Miss Whitfield writes, 1. How many men live in my area? She frowns. Her area. It is not such a simple concept. What is the radius of her area? And how far is she willing to go? She thinks of her mother in her hometown, 500 miles away, who called to tell her about a new neighbor, a lonely widower with a young daughter. The cowboy is more than 1000 miles away; his area includes rivers, mountains, and plains. Only open spaces for him, he has decided. No cities, no roads, no possibility of roadside bombs.
Ms. Lucca claps her hands. “Next question: how many people are in the right age range? Without giving my exact age away, I’m looking for someone between the ages of say… thirty-five and forty-five. Let’s call that twenty percent of the female population. So about 40,000 women.”
Miss Whitfield writes down 24-29. About ten percent. Can she afford to be that conservative? Is she being, as her mother accuses, too picky?
“Now, how many of the people in my age group are single?”
No married men, no men with girlfriends!!! Miss Whitfield writes. No men with dead wives either. The loud-mouthed boy has begun to snore. She crosses the room, taps his shoulder and waits for him to sit up.
“So the first three questions are pretty universal, right? It’s question four that matters most.” An urgency has crept into Ms. Lucca’s voice, that special tone she gets when she wants students to sit up and listen. Miss Whitfield abandons the boy and moves back to the front of the room, just in time to hear Ms. Lucca say, “It’s question four where your values come into play.”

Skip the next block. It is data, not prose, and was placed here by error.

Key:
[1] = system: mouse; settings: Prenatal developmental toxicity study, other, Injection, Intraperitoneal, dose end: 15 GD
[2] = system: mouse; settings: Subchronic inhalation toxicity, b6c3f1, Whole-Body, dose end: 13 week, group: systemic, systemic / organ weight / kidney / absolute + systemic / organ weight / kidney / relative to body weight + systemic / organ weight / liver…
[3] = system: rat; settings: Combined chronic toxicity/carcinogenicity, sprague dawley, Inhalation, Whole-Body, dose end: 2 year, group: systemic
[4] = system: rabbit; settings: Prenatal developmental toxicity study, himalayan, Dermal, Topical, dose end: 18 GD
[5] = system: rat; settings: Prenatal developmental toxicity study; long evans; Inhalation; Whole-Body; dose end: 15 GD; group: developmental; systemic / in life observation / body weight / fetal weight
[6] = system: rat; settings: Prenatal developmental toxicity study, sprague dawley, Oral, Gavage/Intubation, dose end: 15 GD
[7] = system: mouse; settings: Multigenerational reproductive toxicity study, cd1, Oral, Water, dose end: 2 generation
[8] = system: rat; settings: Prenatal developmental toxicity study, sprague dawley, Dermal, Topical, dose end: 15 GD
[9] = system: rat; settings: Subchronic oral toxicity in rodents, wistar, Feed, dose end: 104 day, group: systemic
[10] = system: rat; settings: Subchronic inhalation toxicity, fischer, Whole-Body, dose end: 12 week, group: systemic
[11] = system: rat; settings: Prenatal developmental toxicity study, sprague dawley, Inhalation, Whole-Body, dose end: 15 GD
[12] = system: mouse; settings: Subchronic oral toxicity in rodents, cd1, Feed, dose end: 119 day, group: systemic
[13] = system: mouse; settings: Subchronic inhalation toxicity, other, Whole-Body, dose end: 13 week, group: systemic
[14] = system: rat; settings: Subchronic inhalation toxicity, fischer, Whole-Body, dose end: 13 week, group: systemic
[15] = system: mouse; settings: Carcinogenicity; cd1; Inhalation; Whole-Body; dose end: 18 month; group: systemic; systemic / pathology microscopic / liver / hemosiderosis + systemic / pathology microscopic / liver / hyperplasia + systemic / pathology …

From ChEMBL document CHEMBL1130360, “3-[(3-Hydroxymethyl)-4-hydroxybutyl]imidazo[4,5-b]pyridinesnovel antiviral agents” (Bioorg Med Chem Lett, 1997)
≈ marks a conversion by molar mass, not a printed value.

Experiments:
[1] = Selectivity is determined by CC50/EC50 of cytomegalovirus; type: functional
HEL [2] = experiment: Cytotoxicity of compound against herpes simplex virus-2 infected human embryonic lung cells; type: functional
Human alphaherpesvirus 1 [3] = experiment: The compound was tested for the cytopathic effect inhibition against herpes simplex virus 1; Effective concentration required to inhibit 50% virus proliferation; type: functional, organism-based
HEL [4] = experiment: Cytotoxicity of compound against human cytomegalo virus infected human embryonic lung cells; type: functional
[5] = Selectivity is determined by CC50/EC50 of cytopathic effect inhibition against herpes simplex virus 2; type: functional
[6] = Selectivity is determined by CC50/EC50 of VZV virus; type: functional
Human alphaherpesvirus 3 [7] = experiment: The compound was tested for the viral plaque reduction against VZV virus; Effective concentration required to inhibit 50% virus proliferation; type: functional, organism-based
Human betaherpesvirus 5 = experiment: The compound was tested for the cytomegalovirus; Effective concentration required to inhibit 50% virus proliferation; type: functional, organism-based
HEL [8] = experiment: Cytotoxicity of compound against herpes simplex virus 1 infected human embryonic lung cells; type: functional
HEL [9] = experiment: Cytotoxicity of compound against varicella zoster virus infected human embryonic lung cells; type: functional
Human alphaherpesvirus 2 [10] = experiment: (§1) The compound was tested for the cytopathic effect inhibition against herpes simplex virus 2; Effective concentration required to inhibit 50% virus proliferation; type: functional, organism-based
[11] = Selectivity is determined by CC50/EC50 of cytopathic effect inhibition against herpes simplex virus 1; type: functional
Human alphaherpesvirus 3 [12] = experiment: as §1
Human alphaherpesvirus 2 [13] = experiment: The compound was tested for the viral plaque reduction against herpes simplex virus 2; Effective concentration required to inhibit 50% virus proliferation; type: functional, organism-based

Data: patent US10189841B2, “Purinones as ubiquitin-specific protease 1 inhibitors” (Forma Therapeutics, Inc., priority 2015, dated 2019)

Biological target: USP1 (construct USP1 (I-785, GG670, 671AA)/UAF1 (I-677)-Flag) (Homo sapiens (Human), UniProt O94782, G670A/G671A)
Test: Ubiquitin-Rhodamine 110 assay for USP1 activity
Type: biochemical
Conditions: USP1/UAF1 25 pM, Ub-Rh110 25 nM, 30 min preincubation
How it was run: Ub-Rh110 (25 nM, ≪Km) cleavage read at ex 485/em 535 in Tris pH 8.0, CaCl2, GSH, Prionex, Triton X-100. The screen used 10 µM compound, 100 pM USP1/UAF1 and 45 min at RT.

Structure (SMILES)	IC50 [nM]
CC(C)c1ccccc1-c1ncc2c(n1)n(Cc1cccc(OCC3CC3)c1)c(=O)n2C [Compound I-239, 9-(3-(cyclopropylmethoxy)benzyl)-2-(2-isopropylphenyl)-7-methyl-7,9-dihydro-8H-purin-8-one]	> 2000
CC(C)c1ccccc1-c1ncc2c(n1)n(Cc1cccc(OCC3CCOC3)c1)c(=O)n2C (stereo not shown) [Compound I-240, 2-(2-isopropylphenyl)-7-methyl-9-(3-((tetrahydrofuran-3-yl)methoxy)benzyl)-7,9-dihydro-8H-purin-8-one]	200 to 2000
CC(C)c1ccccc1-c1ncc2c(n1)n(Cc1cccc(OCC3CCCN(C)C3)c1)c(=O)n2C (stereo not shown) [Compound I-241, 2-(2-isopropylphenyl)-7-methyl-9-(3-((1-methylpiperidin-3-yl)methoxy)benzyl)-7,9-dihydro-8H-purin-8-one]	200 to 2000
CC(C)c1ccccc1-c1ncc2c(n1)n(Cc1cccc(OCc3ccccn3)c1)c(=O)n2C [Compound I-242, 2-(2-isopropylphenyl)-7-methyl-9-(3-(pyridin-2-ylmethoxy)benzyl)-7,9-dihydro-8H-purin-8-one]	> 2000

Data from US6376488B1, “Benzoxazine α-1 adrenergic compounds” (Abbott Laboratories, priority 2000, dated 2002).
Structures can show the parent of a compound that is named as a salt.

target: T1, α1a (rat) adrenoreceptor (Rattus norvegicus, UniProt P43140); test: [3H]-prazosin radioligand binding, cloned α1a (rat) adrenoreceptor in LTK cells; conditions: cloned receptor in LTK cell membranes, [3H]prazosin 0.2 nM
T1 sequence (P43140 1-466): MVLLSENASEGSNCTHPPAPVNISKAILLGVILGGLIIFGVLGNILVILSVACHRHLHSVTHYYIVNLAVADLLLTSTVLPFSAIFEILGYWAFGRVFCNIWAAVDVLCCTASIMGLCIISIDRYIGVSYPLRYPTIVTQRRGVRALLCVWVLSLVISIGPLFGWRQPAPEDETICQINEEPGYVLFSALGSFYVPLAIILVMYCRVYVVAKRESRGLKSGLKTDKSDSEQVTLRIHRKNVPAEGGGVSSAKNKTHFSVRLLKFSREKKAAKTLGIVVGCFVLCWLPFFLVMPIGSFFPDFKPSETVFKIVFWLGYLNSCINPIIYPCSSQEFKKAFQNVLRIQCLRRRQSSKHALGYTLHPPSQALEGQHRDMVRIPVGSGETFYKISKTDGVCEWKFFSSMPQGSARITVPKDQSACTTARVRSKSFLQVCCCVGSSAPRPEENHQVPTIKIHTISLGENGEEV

Miss Whitfield writes, Question 4 reveals values. Then she underlines and circles values. Proximity is not a value, she reminds herself.
“My question four is: how many single women in my area have a college degree? Remember, intelligence was one of my criteria. So let’s say, based on college retention rates, that about thirty percent of those eligible women will have a degree. So 12,000. That’s still a big number. I’m feeling hopeful.”
Returning someone’s phone call is a value, isn’t it? Doesn’t it reveal character?
Tonight, on her balcony when it is dark, she will find not the brightest star, which is probably burdened with a million wishes, but a smaller, more modest star, one usually overlooked and therefore free to focus all its astral energies, and make an extravagant wish on Ms. Lucca’s behalf for a beautiful, smart woman who likes foreign movies, big hips, and straight talk.